Well, I’m home. Or not, as the case may be. Anyone who says “home is where the heart is” hasn’t ever left it, clearly. The heart can be in more than one place at a time.
Flew out of Melbourne (which is home, where you get woken by kookaburras, and the ghost gums lurk in the fog) to Auckland (which is also home – where I live, with my partner, in what has recently been dubbed a little gingerbread house, on an island).
In between I suffered my usual airport confusion, not knowing where I was going or leaving. Looked for the Bar Coluzzi cafe which is actually at Sydney airport. At least I didn’t go searching for Charlie’s, which is in Dubai.
But, finally, here I am. We’re not rushing into anything today. Late breakfast. Now it’s 4pm and I just dragged myself out of my pyjamas. Spent the afternoon so far with face under a mudpack while tearing recipes out of old food magazines.
I’m recovering from a week of frantic school readings on top of the usual family events (four basketball games, many meals, school drop-offs and pick ups, birthday celebrations for a ten-year-old, maybe the odd antique shop, and one or two cups of coffee). Saw Pirates of the Caribbean, Ice Age 2, most of the old BBC version of Pride and Prejudice on DVD, and an awful lot of NBA 2006 on Playstation over my nephew’s shoulder. And study and work and … now I need a holiday.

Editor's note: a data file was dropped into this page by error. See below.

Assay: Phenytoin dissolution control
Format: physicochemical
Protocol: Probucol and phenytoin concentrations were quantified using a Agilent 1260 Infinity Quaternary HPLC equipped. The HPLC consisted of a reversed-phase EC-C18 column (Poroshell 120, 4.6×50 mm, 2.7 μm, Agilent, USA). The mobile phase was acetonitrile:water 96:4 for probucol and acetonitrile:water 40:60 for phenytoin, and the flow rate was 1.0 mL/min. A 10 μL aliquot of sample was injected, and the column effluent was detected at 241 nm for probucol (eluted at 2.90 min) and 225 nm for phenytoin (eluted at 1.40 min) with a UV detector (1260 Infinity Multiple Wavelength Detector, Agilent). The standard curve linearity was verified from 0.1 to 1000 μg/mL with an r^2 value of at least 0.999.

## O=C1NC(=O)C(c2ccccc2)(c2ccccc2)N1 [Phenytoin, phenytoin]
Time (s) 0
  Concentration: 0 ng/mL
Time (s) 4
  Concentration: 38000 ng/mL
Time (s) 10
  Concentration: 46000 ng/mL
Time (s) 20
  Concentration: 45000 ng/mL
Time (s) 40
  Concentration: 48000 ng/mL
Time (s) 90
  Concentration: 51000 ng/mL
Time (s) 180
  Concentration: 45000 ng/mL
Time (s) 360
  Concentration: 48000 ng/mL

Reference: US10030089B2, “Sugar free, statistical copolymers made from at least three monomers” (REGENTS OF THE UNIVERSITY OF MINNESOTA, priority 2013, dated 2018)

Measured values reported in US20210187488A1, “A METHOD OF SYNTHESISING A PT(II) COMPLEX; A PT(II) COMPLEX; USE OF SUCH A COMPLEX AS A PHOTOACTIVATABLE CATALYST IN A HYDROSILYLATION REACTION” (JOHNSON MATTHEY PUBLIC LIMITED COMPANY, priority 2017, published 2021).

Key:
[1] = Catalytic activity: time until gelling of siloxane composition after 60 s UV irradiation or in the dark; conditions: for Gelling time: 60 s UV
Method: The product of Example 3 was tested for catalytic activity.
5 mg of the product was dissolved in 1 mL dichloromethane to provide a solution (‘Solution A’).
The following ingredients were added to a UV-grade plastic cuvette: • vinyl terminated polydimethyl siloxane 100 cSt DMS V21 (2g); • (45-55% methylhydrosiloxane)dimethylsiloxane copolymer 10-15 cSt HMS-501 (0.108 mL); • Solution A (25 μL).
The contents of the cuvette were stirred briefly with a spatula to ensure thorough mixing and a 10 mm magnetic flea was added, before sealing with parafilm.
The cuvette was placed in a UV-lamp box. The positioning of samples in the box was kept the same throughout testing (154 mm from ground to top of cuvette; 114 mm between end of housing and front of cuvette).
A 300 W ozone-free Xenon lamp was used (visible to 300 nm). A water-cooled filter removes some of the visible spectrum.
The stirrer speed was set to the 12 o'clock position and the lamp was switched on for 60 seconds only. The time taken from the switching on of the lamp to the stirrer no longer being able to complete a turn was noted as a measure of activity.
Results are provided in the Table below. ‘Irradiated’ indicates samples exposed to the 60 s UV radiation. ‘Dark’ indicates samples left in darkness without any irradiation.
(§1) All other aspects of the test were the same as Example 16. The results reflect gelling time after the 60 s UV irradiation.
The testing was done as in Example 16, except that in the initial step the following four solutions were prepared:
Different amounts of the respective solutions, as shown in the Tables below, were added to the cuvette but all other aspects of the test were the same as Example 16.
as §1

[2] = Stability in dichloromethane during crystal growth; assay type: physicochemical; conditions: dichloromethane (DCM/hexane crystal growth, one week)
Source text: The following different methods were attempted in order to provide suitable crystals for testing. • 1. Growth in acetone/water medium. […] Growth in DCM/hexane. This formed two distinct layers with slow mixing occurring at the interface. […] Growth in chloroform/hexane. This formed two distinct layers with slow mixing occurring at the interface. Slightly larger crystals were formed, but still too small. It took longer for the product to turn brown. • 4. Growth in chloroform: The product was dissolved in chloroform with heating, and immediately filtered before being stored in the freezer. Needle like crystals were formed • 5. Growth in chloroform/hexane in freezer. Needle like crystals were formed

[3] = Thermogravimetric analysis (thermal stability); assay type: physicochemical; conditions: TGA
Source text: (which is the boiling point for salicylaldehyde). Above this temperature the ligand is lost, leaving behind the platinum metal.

On the plane on the way over I re-read Edith Nesbit’s The Story of the Treasure Seekers, which I hadn’t read since I was ten or so.
I have often thought, writes her young narrator Oswald, that if the people who write books for children knew a little more it would be better. I shall not tell you anything about us except what I should like to know about if I was reading the story and you were writing it. Albert’s uncle says I ought to have put this in the preface, but I never read prefaces, and it is not much good writing things just for people to skip. I wonder other authors have never thought of this.